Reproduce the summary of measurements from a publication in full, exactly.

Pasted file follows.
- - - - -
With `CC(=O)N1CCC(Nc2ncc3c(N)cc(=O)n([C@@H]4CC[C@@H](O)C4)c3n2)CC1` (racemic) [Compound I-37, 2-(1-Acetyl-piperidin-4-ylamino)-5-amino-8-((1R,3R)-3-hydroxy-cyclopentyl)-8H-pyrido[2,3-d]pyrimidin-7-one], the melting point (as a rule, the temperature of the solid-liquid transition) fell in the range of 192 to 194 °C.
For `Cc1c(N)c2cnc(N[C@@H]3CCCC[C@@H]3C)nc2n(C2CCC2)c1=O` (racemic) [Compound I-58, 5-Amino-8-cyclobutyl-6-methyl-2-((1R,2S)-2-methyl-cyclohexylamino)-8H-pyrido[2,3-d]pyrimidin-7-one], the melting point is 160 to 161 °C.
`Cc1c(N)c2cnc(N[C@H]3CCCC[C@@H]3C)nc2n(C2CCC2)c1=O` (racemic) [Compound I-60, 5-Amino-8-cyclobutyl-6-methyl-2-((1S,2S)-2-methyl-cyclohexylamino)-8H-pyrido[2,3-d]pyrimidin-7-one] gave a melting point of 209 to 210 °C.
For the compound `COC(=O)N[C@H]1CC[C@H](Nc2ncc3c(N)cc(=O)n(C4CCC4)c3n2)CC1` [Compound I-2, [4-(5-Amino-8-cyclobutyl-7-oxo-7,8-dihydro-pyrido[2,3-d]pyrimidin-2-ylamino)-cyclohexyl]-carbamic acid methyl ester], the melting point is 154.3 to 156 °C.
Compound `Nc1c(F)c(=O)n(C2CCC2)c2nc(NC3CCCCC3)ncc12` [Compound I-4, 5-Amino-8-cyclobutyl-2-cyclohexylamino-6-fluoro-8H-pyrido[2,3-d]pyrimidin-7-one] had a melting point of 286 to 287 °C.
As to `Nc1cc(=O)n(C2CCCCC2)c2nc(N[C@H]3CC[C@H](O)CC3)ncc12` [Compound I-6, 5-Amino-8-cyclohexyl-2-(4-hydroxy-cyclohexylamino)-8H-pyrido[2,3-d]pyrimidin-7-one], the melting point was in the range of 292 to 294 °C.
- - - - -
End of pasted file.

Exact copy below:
With `CC(=O)N1CCC(Nc2ncc3c(N)cc(=O)n([C@@H]4CC[C@@H](O)C4)c3n2)CC1` (racemic) [Compound I-37, 2-(1-Acetyl-piperidin-4-ylamino)-5-amino-8-((1R,3R)-3-hydroxy-cyclopentyl)-8H-pyrido[2,3-d]pyrimidin-7-one], the melting point (as a rule, the temperature of the solid-liquid transition) fell in the range of 192 to 194 °C.
For `Cc1c(N)c2cnc(N[C@@H]3CCCC[C@@H]3C)nc2n(C2CCC2)c1=O` (racemic) [Compound I-58, 5-Amino-8-cyclobutyl-6-methyl-2-((1R,2S)-2-methyl-cyclohexylamino)-8H-pyrido[2,3-d]pyrimidin-7-one], the melting point is 160 to 161 °C.
`Cc1c(N)c2cnc(N[C@H]3CCCC[C@@H]3C)nc2n(C2CCC2)c1=O` (racemic) [Compound I-60, 5-Amino-8-cyclobutyl-6-methyl-2-((1S,2S)-2-methyl-cyclohexylamino)-8H-pyrido[2,3-d]pyrimidin-7-one] gave a melting point of 209 to 210 °C.
For the compound `COC(=O)N[C@H]1CC[C@H](Nc2ncc3c(N)cc(=O)n(C4CCC4)c3n2)CC1` [Compound I-2, [4-(5-Amino-8-cyclobutyl-7-oxo-7,8-dihydro-pyrido[2,3-d]pyrimidin-2-ylamino)-cyclohexyl]-carbamic acid methyl ester], the melting point is 154.3 to 156 °C.
Compound `Nc1c(F)c(=O)n(C2CCC2)c2nc(NC3CCCCC3)ncc12` [Compound I-4, 5-Amino-8-cyclobutyl-2-cyclohexylamino-6-fluoro-8H-pyrido[2,3-d]pyrimidin-7-one] had a melting point of 286 to 287 °C.
As to `Nc1cc(=O)n(C2CCCCC2)c2nc(N[C@H]3CC[C@H](O)CC3)ncc12` [Compound I-6, 5-Amino-8-cyclohexyl-2-(4-hydroxy-cyclohexylamino)-8H-pyrido[2,3-d]pyrimidin-7-one], the melting point was in the range of 292 to 294 °C.